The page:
Category Archives: Thomas Aquinas



Perceptions produce problems when that which is perceived as inaccurate or faulty is the basic prepositional assumption that is being advanced as a truth.  Perceived truth is every bit as true to those who perceive it as true as truth is, regardless of how false it may be.  The difficulty that surfaces in any examination of the value of natural theologies assumptions can be found in the improper starting point of natural theologies conjecture of deliberative queries surrounding the existence of God.  The Bible itself makes no attempt to prove the existence of God.  Why should a theory that nature proves God’s existence warrant a superceding enactment above the Scriptural presentation?  

Natural theology’s greatest weakness is found in the overt confidence that this philosophical hypothesis places in the natural arena of man’s rationalistic abilities to construe truth objectively without outside aide being advanced on reasons foundations.  Sin, indeed, has tainted the ability of man to perceive truth in the ultimate variations and shades truth suppositions.  

The very act of philosophic deliberation, refinement and potential change points to the fallacious nature of expecting humans to think in a purely rational fashion or attain sophisticated and complete pure reasoning abilities.  Contingent thoughts advancement, and at times, retreat, from that which consumes veracity’s substance, is a stark testament to the lack of substantive stability concerning human ruminations about truth.

With this intransigent nature identified, it becomes important to clarify natural theology’s value, as well as point out its inherent weaknesses.  Although natural theology fails in the positing of extemporaneous proofs for the existence of God independent of divine revelation, naturalistic arguments are still of value in pointing out natural starters for dialogues purpose apologetically.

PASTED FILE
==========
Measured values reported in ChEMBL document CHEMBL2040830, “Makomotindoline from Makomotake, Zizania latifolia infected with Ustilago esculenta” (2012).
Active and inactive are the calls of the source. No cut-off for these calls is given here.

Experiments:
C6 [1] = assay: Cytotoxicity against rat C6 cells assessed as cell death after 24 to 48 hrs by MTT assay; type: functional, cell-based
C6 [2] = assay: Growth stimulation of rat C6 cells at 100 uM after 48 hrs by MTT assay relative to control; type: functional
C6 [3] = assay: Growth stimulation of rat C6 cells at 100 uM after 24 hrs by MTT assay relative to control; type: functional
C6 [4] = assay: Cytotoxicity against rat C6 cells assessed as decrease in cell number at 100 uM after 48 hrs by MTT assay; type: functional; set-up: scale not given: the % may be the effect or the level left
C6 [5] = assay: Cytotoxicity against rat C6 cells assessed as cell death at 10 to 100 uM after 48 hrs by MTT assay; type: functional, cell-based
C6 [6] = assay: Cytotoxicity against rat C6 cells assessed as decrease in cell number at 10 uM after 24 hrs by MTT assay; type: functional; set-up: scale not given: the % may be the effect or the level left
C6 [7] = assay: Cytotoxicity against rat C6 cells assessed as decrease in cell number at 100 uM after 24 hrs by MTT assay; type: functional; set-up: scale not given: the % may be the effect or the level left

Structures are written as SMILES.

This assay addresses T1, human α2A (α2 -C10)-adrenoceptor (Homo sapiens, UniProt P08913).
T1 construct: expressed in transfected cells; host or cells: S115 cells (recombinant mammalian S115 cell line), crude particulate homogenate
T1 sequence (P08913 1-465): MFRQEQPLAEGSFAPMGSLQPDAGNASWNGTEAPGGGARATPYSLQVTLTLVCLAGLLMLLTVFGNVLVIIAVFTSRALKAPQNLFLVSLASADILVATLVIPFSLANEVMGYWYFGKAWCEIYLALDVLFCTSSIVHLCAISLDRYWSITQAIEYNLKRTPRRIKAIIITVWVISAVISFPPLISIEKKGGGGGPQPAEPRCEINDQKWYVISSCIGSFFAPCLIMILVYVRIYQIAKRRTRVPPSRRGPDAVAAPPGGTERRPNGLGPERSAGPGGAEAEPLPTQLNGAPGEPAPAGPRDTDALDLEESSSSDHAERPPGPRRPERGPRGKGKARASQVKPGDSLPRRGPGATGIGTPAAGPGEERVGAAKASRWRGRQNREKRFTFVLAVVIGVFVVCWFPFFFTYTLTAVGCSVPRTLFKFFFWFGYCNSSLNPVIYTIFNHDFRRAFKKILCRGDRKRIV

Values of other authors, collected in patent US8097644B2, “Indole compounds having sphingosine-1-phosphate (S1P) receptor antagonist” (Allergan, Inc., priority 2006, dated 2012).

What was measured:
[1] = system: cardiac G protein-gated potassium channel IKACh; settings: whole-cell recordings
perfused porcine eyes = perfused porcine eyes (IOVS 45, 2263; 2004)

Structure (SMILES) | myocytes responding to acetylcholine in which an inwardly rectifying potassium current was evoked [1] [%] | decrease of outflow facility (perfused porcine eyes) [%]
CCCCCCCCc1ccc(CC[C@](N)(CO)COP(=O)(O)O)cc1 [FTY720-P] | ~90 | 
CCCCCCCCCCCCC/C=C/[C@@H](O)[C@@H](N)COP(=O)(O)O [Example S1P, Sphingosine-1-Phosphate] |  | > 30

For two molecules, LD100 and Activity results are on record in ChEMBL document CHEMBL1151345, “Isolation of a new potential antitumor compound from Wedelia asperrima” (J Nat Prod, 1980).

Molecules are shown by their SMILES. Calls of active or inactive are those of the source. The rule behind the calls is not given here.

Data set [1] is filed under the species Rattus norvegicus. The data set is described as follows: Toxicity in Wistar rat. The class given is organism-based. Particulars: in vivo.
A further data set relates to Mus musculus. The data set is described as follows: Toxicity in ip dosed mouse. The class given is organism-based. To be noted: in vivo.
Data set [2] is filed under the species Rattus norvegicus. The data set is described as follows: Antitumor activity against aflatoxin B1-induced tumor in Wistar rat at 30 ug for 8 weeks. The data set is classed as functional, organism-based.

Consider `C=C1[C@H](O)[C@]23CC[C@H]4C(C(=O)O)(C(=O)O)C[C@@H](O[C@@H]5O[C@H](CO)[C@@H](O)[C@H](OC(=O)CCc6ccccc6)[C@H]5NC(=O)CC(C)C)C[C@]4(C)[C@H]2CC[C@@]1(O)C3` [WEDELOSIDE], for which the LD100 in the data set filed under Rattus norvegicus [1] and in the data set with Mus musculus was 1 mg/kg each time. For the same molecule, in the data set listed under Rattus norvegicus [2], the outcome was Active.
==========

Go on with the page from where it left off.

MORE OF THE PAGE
Dr. William Lane Craig, in a rather personal expose of the internal conflicts he underwent in his pursuit of truth, comments on how he began to accept posits of natural theological assumptions as a base of intellectual operation. Craig states: “I hit upon a scheme that has proved to be very helpful to me personally in illuminating the relationship between faith and reason-namely, the distinction between knowing Christianity to be true and showing Christianity to be true (Cowan, Steven, Five Views On Apologetics, Zondervan’s, Grand Rapids MI, 2000, p.28. This is a synopsis of Craig’s presentation in Five Views, which has been cited. The original work was performed for APOL 500, Liberty University, by the author of this paper, 2002. This has been modified for the current course, THEO 626)” 

Moreover, that which is a demonstrable vantage may find its greatest place within the faith dialogue for believers, as opposed to convincing unbelievers of God’s verifying credentials.  Natural arguments can be seen as fortifications for the Christian community’s ponderous existential reality:  not the unbelieving persons.  An understanding of this sort would cast the cosmological proofs into a system of fortification or anti-doubt category, under girding already assumed assumptions that need further clarification.

Thus, natural theology strengthens dependency upon God by casting the believer’s acceptable patterns of conviction into the troupe of extensions, allowing creative thought to then adapt itself to the intricacies that allow the verification of order to proceed intellectually, embracing motion, transition, and the transigent vagaries of intellect in flux.